“I started in the marine business in June of 1981. I had no idea what the marine industry was about, but I answered a job ad with The Ohio River Company for a crew dispatcher that included tuition assistance. I was going to get my MBA and then find a real job. Never dreamed 39 years later I would have the most wonderful journey anyone could have ever hoped for in the maritime business. I was blessed with a number of mentors over my career.
I was on the job during my first week when a gentleman by the name of Dick Hand asked me to stop by his office. Dick was working shoreside in the engineering department, but had worked on the boats as an engineer for a number of years before coming to the office. Dick wanted to offer some advice to help me dispatch crews. Dick said that I would experience crew needs that would require employees to come back to work early, it was just part of the business. Dick explained that I should always tell them the truth about how long they would be required to work and never tell the employee just a few days and then keep them on the boats for weeks on end. Dick also said the cook was a very important member of the vessel team and I should make sure a good cook was on the boat. Dick explained that the boat was a home away from home for the vessel employees and crew morale was very important to a successful boat crew. Dick didn’t need to offer to me those words of wisdom that made my crew dispatching very successful, but he cared enough to take the time to help me learn. I think this sums up why I ended up loving the maritime business. Over the years, I have had so many positive relationships I could never detail all of them in this short summary.
Another gentleman by the name of Jackie Demint, who was a long-time fleet mate for The Ohio River Company, educated me on the inland waterways facilities and ended up teaching me how to install fleets on the various rivers to ensure barges would not breakaway. ‘No two facilities are the same,’ he stressed to me. In 1985, we traveled from St. Louis to St. Paul, MN, and stopped at every facility on the river when The Ohio River Company acquired Federal Barge Line and its subsidiaries (United Barge Line, Heartland Transportation and a small southern operation called Triangle Fleeting Corp). Jackie would show me how eddies would develop at different river levels and how fleets would react during the river level changes. He taught me barging 101 to help me manage the facilities in a safe and efficient manner for the company. I was a young kid and Jackie felt it was important that I would understand the importance of taking care of the customer’s product and company equipment. He didn’t need to go the extra mile, but he did. It was because he cared so much for the industry. We ended up traveling every river on the system at that time, except the Arkansas. Safety was always stressed to me along the way and turned out to be my number one priority during my career.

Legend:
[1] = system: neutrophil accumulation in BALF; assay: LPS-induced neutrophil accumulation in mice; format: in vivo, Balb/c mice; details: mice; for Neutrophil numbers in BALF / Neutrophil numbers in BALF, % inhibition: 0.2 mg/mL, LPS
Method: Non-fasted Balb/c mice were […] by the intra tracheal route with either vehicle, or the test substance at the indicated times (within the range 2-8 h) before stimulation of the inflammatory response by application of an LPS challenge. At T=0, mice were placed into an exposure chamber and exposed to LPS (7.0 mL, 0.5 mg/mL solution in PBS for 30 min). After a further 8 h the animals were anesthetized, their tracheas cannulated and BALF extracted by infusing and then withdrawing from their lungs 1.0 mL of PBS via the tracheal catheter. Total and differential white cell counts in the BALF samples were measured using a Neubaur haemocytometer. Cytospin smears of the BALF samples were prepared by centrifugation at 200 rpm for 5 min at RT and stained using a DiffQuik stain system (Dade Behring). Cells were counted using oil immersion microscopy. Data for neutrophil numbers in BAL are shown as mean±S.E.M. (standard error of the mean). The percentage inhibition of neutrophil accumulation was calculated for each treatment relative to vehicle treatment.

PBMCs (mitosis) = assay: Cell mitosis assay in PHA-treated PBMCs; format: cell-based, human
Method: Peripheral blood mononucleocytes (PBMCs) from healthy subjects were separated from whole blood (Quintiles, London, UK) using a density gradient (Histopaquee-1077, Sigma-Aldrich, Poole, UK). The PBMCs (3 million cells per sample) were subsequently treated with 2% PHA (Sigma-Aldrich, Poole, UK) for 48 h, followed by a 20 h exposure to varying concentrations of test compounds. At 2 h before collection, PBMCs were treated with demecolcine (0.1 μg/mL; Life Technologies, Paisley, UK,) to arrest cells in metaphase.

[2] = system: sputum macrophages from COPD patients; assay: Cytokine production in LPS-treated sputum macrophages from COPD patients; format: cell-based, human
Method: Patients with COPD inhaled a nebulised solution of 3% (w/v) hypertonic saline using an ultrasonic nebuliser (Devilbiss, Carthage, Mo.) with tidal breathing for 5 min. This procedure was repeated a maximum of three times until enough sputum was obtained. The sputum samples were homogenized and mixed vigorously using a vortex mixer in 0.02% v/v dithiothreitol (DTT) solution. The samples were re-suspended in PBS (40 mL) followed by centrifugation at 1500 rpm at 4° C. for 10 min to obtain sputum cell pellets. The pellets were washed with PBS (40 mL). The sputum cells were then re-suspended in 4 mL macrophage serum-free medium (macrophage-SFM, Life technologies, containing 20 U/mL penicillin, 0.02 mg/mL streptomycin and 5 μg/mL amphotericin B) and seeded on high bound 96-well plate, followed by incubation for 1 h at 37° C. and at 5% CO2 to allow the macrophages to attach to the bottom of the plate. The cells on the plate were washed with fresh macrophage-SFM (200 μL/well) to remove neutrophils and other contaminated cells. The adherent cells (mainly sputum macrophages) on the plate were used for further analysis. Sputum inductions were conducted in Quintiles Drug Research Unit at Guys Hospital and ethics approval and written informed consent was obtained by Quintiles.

I was blessed to have a number of jobs throughout my career. I was involved in vessel crewing, labor negotiations, facility management, coal and phosphate terminals, financial planning, human resources, sales, operations and eventually held senior level positions at a number of companies. I used to joke at Ohio River Company that I was misfit and they couldn’t find a place to put me. I would take jobs that nobody wanted and learn as much as possible. I believe that same opportunity that I had still exists today in the marine business. In addition to Dick and Jackie, Dave Hammond, Ray Paquin, Bill Ferguson, Steve Frasher, Scott Noble, George Anderson, Craig Philip, Doug Ruschman, Bruce McGinnis and Peter Stephaich have all had a helping hand in making my maritime career a wonderful experience.
I believe the real message is that maritime business has so many great people who are willing to pass on the secret sauce of the business. All you need to do is be willing to learn, be a good listener and stay humble along the way. You should always be willing to tap other people for ideas and opinions. No one is smarter than all of us working together. At the end of day make sure you pass on the secret sauce when the time is right to keep our wonderful tradition going! We have fantastic people in the business. As Paul Book once told me if my car breaks down anywhere near the inland waterway system I will have a friend willing to come help me along the way. What a wonderful tribute to the business.”
Mentoring is a longstanding tradition of the river. Sharing your journey with a mentor may encourage others to follow your lead by walking in your footsteps or stepping up and becoming a mentor to another crew member wishing to advance. Please sn personal experiences of mentoring with RiverWorks Discovery, so that we may use them in our social media Mentor Monday posts.
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